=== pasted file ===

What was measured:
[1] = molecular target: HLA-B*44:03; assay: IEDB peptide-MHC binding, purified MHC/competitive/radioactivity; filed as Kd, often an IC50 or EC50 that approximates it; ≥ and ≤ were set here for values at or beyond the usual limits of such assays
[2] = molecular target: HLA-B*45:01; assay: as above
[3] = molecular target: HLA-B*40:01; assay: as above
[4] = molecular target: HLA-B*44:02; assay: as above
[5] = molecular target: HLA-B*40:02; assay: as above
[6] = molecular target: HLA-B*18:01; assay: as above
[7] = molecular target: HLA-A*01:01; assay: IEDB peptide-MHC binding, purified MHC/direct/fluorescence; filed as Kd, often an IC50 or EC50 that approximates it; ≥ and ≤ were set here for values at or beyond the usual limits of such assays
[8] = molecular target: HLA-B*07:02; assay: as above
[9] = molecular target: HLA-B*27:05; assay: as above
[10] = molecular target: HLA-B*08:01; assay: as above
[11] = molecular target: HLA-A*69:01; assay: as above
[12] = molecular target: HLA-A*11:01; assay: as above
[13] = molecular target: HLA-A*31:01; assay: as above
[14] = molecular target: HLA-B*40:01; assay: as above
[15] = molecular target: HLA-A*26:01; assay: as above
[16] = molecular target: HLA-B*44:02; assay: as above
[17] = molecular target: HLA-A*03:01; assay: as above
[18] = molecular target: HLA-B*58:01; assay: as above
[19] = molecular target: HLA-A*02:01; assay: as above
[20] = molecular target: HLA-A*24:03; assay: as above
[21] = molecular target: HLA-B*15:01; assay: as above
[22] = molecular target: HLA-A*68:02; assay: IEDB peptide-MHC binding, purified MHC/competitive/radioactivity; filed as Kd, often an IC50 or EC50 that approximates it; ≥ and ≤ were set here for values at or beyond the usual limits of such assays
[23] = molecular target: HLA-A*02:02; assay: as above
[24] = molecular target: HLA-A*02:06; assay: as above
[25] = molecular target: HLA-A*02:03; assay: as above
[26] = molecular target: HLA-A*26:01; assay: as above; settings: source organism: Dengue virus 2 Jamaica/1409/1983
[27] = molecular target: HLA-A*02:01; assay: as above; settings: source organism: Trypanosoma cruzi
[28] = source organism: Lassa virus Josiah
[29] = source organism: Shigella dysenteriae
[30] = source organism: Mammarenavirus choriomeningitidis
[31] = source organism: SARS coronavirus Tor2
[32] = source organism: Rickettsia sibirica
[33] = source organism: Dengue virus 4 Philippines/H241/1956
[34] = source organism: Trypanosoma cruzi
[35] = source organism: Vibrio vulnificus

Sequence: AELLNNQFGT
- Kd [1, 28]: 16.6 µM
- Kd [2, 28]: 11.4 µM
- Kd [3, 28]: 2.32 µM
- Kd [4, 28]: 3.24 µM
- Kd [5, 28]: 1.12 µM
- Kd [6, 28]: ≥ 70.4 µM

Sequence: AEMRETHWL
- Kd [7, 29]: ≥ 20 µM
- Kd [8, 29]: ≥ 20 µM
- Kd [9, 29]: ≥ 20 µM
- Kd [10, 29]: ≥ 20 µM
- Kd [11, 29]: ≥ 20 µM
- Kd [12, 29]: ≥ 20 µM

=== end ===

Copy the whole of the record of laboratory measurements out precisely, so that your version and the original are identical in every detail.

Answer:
What was measured:
[1] = molecular target: HLA-B*44:03; assay: IEDB peptide-MHC binding, purified MHC/competitive/radioactivity; filed as Kd, often an IC50 or EC50 that approximates it; ≥ and ≤ were set here for values at or beyond the usual limits of such assays
[2] = molecular target: HLA-B*45:01; assay: as above
[3] = molecular target: HLA-B*40:01; assay: as above
[4] = molecular target: HLA-B*44:02; assay: as above
[5] = molecular target: HLA-B*40:02; assay: as above
[6] = molecular target: HLA-B*18:01; assay: as above
[7] = molecular target: HLA-A*01:01; assay: IEDB peptide-MHC binding, purified MHC/direct/fluorescence; filed as Kd, often an IC50 or EC50 that approximates it; ≥ and ≤ were set here for values at or beyond the usual limits of such assays
[8] = molecular target: HLA-B*07:02; assay: as above
[9] = molecular target: HLA-B*27:05; assay: as above
[10] = molecular target: HLA-B*08:01; assay: as above
[11] = molecular target: HLA-A*69:01; assay: as above
[12] = molecular target: HLA-A*11:01; assay: as above
[13] = molecular target: HLA-A*31:01; assay: as above
[14] = molecular target: HLA-B*40:01; assay: as above
[15] = molecular target: HLA-A*26:01; assay: as above
[16] = molecular target: HLA-B*44:02; assay: as above
[17] = molecular target: HLA-A*03:01; assay: as above
[18] = molecular target: HLA-B*58:01; assay: as above
[19] = molecular target: HLA-A*02:01; assay: as above
[20] = molecular target: HLA-A*24:03; assay: as above
[21] = molecular target: HLA-B*15:01; assay: as above
[22] = molecular target: HLA-A*68:02; assay: IEDB peptide-MHC binding, purified MHC/competitive/radioactivity; filed as Kd, often an IC50 or EC50 that approximates it; ≥ and ≤ were set here for values at or beyond the usual limits of such assays
[23] = molecular target: HLA-A*02:02; assay: as above
[24] = molecular target: HLA-A*02:06; assay: as above
[25] = molecular target: HLA-A*02:03; assay: as above
[26] = molecular target: HLA-A*26:01; assay: as above; settings: source organism: Dengue virus 2 Jamaica/1409/1983
[27] = molecular target: HLA-A*02:01; assay: as above; settings: source organism: Trypanosoma cruzi
[28] = source organism: Lassa virus Josiah
[29] = source organism: Shigella dysenteriae
[30] = source organism: Mammarenavirus choriomeningitidis
[31] = source organism: SARS coronavirus Tor2
[32] = source organism: Rickettsia sibirica
[33] = source organism: Dengue virus 4 Philippines/H241/1956
[34] = source organism: Trypanosoma cruzi
[35] = source organism: Vibrio vulnificus

Sequence: AELLNNQFGT
- Kd [1, 28]: 16.6 µM
- Kd [2, 28]: 11.4 µM
- Kd [3, 28]: 2.32 µM
- Kd [4, 28]: 3.24 µM
- Kd [5, 28]: 1.12 µM
- Kd [6, 28]: ≥ 70.4 µM

Sequence: AEMRETHWL
- Kd [7, 29]: ≥ 20 µM
- Kd [8, 29]: ≥ 20 µM
- Kd [9, 29]: ≥ 20 µM
- Kd [10, 29]: ≥ 20 µM
- Kd [11, 29]: ≥ 20 µM
- Kd [12, 29]: ≥ 20 µM